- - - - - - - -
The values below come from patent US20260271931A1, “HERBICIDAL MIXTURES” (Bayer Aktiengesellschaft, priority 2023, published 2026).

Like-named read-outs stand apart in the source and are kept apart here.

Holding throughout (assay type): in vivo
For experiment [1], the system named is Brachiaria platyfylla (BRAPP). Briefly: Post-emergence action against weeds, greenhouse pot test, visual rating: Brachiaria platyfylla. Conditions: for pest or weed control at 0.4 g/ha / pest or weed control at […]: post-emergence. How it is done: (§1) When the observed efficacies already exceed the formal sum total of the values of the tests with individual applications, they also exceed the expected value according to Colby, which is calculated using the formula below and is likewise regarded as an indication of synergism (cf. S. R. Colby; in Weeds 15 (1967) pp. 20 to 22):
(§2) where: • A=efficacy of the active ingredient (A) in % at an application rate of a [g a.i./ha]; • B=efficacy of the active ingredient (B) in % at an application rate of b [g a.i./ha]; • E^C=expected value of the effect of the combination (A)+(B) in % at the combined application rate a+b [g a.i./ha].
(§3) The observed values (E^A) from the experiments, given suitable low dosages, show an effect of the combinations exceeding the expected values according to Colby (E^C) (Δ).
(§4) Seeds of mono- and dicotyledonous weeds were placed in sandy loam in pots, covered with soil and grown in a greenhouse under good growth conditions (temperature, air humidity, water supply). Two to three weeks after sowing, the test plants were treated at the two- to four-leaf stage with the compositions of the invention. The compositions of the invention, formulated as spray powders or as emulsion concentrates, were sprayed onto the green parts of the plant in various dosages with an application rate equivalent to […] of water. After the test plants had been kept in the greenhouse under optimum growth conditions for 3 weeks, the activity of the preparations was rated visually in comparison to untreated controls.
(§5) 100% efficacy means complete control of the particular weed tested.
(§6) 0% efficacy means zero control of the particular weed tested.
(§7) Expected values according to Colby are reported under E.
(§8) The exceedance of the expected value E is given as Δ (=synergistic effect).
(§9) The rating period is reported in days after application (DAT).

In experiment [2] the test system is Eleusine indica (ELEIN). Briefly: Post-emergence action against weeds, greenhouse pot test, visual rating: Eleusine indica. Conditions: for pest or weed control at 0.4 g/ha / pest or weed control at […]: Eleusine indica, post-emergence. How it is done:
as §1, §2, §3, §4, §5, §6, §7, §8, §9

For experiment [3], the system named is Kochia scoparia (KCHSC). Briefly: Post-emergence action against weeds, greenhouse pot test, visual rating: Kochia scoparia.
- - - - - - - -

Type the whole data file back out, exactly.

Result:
The values below come from patent US20260271931A1, “HERBICIDAL MIXTURES” (Bayer Aktiengesellschaft, priority 2023, published 2026).

Like-named read-outs stand apart in the source and are kept apart here.

Holding throughout (assay type): in vivo
For experiment [1], the system named is Brachiaria platyfylla (BRAPP). Briefly: Post-emergence action against weeds, greenhouse pot test, visual rating: Brachiaria platyfylla. Conditions: for pest or weed control at 0.4 g/ha / pest or weed control at […]: post-emergence. How it is done: (§1) When the observed efficacies already exceed the formal sum total of the values of the tests with individual applications, they also exceed the expected value according to Colby, which is calculated using the formula below and is likewise regarded as an indication of synergism (cf. S. R. Colby; in Weeds 15 (1967) pp. 20 to 22):
(§2) where: • A=efficacy of the active ingredient (A) in % at an application rate of a [g a.i./ha]; • B=efficacy of the active ingredient (B) in % at an application rate of b [g a.i./ha]; • E^C=expected value of the effect of the combination (A)+(B) in % at the combined application rate a+b [g a.i./ha].
(§3) The observed values (E^A) from the experiments, given suitable low dosages, show an effect of the combinations exceeding the expected values according to Colby (E^C) (Δ).
(§4) Seeds of mono- and dicotyledonous weeds were placed in sandy loam in pots, covered with soil and grown in a greenhouse under good growth conditions (temperature, air humidity, water supply). Two to three weeks after sowing, the test plants were treated at the two- to four-leaf stage with the compositions of the invention. The compositions of the invention, formulated as spray powders or as emulsion concentrates, were sprayed onto the green parts of the plant in various dosages with an application rate equivalent to […] of water. After the test plants had been kept in the greenhouse under optimum growth conditions for 3 weeks, the activity of the preparations was rated visually in comparison to untreated controls.
(§5) 100% efficacy means complete control of the particular weed tested.
(§6) 0% efficacy means zero control of the particular weed tested.
(§7) Expected values according to Colby are reported under E.
(§8) The exceedance of the expected value E is given as Δ (=synergistic effect).
(§9) The rating period is reported in days after application (DAT).

In experiment [2] the test system is Eleusine indica (ELEIN). Briefly: Post-emergence action against weeds, greenhouse pot test, visual rating: Eleusine indica. Conditions: for pest or weed control at 0.4 g/ha / pest or weed control at […]: Eleusine indica, post-emergence. How it is done:
as §1, §2, §3, §4, §5, §6, §7, §8, §9

For experiment [3], the system named is Kochia scoparia (KCHSC). Briefly: Post-emergence action against weeds, greenhouse pot test, visual rating: Kochia scoparia.